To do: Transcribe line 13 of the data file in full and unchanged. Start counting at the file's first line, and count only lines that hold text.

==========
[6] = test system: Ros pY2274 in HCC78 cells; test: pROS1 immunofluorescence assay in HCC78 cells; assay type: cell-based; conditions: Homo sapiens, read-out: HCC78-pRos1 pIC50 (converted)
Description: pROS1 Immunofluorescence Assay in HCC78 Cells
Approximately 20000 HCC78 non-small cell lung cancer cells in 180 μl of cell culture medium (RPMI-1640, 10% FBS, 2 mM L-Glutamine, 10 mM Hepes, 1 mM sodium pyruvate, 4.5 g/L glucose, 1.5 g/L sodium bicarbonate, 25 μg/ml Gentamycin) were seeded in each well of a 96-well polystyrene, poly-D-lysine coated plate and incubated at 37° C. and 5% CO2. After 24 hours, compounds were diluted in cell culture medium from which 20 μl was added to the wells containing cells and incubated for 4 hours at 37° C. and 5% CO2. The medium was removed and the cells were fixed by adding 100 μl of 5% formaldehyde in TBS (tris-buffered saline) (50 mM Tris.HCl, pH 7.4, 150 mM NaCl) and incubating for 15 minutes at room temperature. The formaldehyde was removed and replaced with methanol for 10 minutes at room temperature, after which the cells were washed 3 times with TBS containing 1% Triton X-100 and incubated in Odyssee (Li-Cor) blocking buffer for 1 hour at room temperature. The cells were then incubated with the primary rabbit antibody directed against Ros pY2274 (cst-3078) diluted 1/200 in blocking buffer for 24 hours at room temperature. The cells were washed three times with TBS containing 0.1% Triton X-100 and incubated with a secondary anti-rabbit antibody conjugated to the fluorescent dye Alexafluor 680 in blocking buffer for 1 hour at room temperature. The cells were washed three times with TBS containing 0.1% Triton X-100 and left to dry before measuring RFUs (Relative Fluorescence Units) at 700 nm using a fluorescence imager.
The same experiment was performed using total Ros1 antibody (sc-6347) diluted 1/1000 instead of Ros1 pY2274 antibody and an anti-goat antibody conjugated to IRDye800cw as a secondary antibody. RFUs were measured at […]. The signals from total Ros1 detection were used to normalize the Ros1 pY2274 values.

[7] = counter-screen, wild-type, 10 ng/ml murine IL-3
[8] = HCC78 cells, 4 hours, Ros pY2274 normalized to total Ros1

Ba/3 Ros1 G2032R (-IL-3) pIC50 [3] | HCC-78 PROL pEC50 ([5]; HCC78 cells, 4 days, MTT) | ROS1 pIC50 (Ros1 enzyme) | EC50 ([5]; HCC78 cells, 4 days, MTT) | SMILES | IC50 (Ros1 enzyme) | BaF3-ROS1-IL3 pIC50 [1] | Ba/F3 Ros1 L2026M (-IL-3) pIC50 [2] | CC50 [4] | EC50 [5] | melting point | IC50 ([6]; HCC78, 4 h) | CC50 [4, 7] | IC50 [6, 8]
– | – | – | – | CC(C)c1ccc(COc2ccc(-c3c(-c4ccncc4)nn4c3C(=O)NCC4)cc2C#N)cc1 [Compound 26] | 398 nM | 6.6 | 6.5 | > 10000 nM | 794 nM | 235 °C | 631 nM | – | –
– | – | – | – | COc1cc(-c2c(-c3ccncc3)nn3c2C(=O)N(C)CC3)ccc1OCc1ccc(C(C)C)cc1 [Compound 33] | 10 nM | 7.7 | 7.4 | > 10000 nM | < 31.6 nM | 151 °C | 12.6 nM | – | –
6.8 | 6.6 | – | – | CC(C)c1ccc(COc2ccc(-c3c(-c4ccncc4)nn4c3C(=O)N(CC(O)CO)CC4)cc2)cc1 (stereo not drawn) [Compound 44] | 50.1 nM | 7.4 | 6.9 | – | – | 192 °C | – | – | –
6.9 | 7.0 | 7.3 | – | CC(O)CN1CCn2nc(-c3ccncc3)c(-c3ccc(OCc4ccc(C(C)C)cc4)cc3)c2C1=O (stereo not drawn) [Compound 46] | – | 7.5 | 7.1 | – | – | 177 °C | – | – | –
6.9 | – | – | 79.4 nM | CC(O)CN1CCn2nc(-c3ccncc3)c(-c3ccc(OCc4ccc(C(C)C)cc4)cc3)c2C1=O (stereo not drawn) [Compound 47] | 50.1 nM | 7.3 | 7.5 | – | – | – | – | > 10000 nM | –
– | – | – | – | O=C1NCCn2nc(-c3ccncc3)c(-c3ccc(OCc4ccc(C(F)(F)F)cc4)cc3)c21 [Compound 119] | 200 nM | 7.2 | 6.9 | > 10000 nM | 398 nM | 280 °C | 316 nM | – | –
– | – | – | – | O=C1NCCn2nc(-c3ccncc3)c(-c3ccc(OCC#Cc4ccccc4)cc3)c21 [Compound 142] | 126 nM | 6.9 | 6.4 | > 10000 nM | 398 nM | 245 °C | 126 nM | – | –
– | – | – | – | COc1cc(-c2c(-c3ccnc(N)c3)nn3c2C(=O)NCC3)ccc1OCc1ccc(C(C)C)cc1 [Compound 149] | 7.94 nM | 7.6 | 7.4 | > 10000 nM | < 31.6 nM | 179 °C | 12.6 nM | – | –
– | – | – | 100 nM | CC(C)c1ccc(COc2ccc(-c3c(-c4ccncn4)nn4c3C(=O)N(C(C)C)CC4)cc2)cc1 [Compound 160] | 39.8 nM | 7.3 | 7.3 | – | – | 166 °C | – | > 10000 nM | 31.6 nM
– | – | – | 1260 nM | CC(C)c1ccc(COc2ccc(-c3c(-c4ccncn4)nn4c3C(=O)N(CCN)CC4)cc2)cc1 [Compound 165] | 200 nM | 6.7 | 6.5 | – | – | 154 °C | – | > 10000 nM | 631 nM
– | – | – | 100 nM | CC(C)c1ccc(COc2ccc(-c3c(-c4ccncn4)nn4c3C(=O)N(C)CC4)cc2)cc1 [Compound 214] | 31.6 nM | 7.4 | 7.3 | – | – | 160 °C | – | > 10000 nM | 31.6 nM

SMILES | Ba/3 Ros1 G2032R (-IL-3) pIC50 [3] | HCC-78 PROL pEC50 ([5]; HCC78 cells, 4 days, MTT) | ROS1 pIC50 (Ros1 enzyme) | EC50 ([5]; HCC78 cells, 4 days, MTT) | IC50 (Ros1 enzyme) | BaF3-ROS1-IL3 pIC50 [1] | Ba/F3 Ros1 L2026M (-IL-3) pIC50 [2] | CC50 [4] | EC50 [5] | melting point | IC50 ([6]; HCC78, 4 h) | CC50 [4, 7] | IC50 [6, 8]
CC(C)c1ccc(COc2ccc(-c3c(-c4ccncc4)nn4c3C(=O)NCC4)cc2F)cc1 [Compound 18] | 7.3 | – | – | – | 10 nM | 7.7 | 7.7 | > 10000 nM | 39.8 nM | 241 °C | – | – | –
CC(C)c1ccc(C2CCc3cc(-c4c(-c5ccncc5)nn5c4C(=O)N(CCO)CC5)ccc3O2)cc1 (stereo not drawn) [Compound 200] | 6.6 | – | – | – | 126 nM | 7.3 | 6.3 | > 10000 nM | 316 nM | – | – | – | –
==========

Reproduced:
– | – | – | – | O=C1NCCn2nc(-c3ccncc3)c(-c3ccc(OCc4ccc(C(F)(F)F)cc4)cc3)c21 [Compound 119] | 200 nM | 7.2 | 6.9 | > 10000 nM | 398 nM | 280 °C | 316 nM | – | –